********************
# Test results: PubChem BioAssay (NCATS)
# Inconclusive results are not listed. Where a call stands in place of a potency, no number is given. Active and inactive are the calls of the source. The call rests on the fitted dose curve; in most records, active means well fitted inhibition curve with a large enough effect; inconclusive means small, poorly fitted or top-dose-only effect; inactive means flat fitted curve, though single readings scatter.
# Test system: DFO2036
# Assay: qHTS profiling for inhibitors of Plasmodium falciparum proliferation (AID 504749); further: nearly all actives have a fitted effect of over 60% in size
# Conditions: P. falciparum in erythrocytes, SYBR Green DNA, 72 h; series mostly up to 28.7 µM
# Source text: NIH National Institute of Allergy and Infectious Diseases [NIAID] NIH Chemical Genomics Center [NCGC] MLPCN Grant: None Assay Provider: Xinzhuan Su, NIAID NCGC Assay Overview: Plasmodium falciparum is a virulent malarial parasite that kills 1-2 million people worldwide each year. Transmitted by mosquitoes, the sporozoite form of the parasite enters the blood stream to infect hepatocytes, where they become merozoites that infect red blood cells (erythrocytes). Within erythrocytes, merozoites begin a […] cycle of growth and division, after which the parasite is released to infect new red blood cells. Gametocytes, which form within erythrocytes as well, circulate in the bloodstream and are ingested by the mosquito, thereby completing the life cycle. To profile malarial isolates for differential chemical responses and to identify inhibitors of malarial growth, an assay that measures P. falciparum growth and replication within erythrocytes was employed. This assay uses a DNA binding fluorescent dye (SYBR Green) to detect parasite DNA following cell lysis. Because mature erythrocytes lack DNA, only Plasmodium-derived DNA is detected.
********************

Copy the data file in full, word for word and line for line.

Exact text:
# Test results: PubChem BioAssay (NCATS)
# Inconclusive results are not listed. Where a call stands in place of a potency, no number is given. Active and inactive are the calls of the source. The call rests on the fitted dose curve; in most records, active means well fitted inhibition curve with a large enough effect; inconclusive means small, poorly fitted or top-dose-only effect; inactive means flat fitted curve, though single readings scatter.
# Test system: DFO2036
# Assay: qHTS profiling for inhibitors of Plasmodium falciparum proliferation (AID 504749); further: nearly all actives have a fitted effect of over 60% in size
# Conditions: P. falciparum in erythrocytes, SYBR Green DNA, 72 h; series mostly up to 28.7 µM
# Source text: NIH National Institute of Allergy and Infectious Diseases [NIAID] NIH Chemical Genomics Center [NCGC] MLPCN Grant: None Assay Provider: Xinzhuan Su, NIAID NCGC Assay Overview: Plasmodium falciparum is a virulent malarial parasite that kills 1-2 million people worldwide each year. Transmitted by mosquitoes, the sporozoite form of the parasite enters the blood stream to infect hepatocytes, where they become merozoites that infect red blood cells (erythrocytes). Within erythrocytes, merozoites begin a […] cycle of growth and division, after which the parasite is released to infect new red blood cells. Gametocytes, which form within erythrocytes as well, circulate in the bloodstream and are ingested by the mosquito, thereby completing the life cycle. To profile malarial isolates for differential chemical responses and to identify inhibitors of malarial growth, an assay that measures P. falciparum growth and replication within erythrocytes was employed. This assay uses a DNA binding fluorescent dye (SYBR Green) to detect parasite DNA following cell lysis. Because mature erythrocytes lack DNA, only Plasmodium-derived DNA is detected.